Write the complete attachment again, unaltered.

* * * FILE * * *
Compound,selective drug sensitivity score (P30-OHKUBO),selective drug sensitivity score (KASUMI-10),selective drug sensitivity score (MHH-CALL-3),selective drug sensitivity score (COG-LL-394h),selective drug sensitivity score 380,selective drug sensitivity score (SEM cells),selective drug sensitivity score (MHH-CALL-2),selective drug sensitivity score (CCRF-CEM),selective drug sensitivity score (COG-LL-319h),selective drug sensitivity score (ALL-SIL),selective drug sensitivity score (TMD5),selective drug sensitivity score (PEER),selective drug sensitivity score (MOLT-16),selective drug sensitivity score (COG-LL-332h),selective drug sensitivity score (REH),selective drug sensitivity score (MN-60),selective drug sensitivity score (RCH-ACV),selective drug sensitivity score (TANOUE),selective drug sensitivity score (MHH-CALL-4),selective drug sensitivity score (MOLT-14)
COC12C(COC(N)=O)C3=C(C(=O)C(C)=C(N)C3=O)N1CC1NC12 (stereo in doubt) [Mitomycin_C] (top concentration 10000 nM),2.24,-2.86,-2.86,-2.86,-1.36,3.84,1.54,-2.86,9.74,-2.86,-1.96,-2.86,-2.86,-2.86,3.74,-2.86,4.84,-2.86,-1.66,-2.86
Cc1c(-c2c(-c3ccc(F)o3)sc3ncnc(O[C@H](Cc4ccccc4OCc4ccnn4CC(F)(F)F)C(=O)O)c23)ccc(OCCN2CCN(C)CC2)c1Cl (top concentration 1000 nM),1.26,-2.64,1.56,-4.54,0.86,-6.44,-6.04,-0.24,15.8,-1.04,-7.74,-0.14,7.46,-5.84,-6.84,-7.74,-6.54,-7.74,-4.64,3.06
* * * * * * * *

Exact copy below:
Compound,selective drug sensitivity score (P30-OHKUBO),selective drug sensitivity score (KASUMI-10),selective drug sensitivity score (MHH-CALL-3),selective drug sensitivity score (COG-LL-394h),selective drug sensitivity score 380,selective drug sensitivity score (SEM cells),selective drug sensitivity score (MHH-CALL-2),selective drug sensitivity score (CCRF-CEM),selective drug sensitivity score (COG-LL-319h),selective drug sensitivity score (ALL-SIL),selective drug sensitivity score (TMD5),selective drug sensitivity score (PEER),selective drug sensitivity score (MOLT-16),selective drug sensitivity score (COG-LL-332h),selective drug sensitivity score (REH),selective drug sensitivity score (MN-60),selective drug sensitivity score (RCH-ACV),selective drug sensitivity score (TANOUE),selective drug sensitivity score (MHH-CALL-4),selective drug sensitivity score (MOLT-14)
COC12C(COC(N)=O)C3=C(C(=O)C(C)=C(N)C3=O)N1CC1NC12 (stereo in doubt) [Mitomycin_C] (top concentration 10000 nM),2.24,-2.86,-2.86,-2.86,-1.36,3.84,1.54,-2.86,9.74,-2.86,-1.96,-2.86,-2.86,-2.86,3.74,-2.86,4.84,-2.86,-1.66,-2.86
Cc1c(-c2c(-c3ccc(F)o3)sc3ncnc(O[C@H](Cc4ccccc4OCc4ccnn4CC(F)(F)F)C(=O)O)c23)ccc(OCCN2CCN(C)CC2)c1Cl (top concentration 1000 nM),1.26,-2.64,1.56,-4.54,0.86,-6.44,-6.04,-0.24,15.8,-1.04,-7.74,-0.14,7.46,-5.84,-6.84,-7.74,-6.54,-7.74,-4.64,3.06